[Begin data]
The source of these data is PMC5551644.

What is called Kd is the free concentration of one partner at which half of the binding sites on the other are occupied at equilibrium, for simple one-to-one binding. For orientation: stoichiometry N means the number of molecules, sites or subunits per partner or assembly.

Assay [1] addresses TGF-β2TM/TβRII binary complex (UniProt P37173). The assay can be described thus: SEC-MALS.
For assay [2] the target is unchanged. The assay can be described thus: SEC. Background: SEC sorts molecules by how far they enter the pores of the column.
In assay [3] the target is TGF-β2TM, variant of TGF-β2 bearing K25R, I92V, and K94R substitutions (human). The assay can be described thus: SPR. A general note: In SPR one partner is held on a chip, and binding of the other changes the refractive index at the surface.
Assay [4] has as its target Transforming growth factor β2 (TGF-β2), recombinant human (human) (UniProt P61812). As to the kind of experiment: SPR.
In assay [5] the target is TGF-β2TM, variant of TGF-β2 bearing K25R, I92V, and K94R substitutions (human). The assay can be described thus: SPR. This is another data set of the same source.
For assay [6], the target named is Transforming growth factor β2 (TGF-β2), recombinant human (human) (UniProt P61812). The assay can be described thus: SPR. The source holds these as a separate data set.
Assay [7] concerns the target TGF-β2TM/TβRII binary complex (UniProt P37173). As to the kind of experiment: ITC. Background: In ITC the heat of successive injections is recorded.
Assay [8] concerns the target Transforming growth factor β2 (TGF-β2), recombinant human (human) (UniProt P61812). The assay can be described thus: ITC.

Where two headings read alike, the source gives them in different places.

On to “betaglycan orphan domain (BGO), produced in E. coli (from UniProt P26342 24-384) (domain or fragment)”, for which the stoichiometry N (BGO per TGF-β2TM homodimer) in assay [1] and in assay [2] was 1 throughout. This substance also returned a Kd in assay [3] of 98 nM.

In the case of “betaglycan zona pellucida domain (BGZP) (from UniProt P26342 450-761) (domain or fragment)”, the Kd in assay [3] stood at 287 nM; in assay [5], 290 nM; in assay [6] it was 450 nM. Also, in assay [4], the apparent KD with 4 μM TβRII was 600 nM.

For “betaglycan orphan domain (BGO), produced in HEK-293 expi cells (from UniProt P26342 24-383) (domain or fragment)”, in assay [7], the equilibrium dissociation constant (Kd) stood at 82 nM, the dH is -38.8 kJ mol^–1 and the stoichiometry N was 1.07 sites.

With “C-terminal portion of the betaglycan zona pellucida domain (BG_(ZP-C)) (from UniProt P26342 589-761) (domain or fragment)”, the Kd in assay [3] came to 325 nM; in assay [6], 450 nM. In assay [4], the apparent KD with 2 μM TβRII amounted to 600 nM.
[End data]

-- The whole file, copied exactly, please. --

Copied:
The source of these data is PMC5551644.

What is called Kd is the free concentration of one partner at which half of the binding sites on the other are occupied at equilibrium, for simple one-to-one binding. For orientation: stoichiometry N means the number of molecules, sites or subunits per partner or assembly.

Assay [1] addresses TGF-β2TM/TβRII binary complex (UniProt P37173). The assay can be described thus: SEC-MALS.
For assay [2] the target is unchanged. The assay can be described thus: SEC. Background: SEC sorts molecules by how far they enter the pores of the column.
In assay [3] the target is TGF-β2TM, variant of TGF-β2 bearing K25R, I92V, and K94R substitutions (human). The assay can be described thus: SPR. A general note: In SPR one partner is held on a chip, and binding of the other changes the refractive index at the surface.
Assay [4] has as its target Transforming growth factor β2 (TGF-β2), recombinant human (human) (UniProt P61812). As to the kind of experiment: SPR.
In assay [5] the target is TGF-β2TM, variant of TGF-β2 bearing K25R, I92V, and K94R substitutions (human). The assay can be described thus: SPR. This is another data set of the same source.
For assay [6], the target named is Transforming growth factor β2 (TGF-β2), recombinant human (human) (UniProt P61812). The assay can be described thus: SPR. The source holds these as a separate data set.
Assay [7] concerns the target TGF-β2TM/TβRII binary complex (UniProt P37173). As to the kind of experiment: ITC. Background: In ITC the heat of successive injections is recorded.
Assay [8] concerns the target Transforming growth factor β2 (TGF-β2), recombinant human (human) (UniProt P61812). The assay can be described thus: ITC.

Where two headings read alike, the source gives them in different places.

On to “betaglycan orphan domain (BGO), produced in E. coli (from UniProt P26342 24-384) (domain or fragment)”, for which the stoichiometry N (BGO per TGF-β2TM homodimer) in assay [1] and in assay [2] was 1 throughout. This substance also returned a Kd in assay [3] of 98 nM.

In the case of “betaglycan zona pellucida domain (BGZP) (from UniProt P26342 450-761) (domain or fragment)”, the Kd in assay [3] stood at 287 nM; in assay [5], 290 nM; in assay [6] it was 450 nM. Also, in assay [4], the apparent KD with 4 μM TβRII was 600 nM.

For “betaglycan orphan domain (BGO), produced in HEK-293 expi cells (from UniProt P26342 24-383) (domain or fragment)”, in assay [7], the equilibrium dissociation constant (Kd) stood at 82 nM, the dH is -38.8 kJ mol^–1 and the stoichiometry N was 1.07 sites.

With “C-terminal portion of the betaglycan zona pellucida domain (BG_(ZP-C)) (from UniProt P26342 589-761) (domain or fragment)”, the Kd in assay [3] came to 325 nM; in assay [6], 450 nM. In assay [4], the apparent KD with 2 μM TβRII amounted to 600 nM.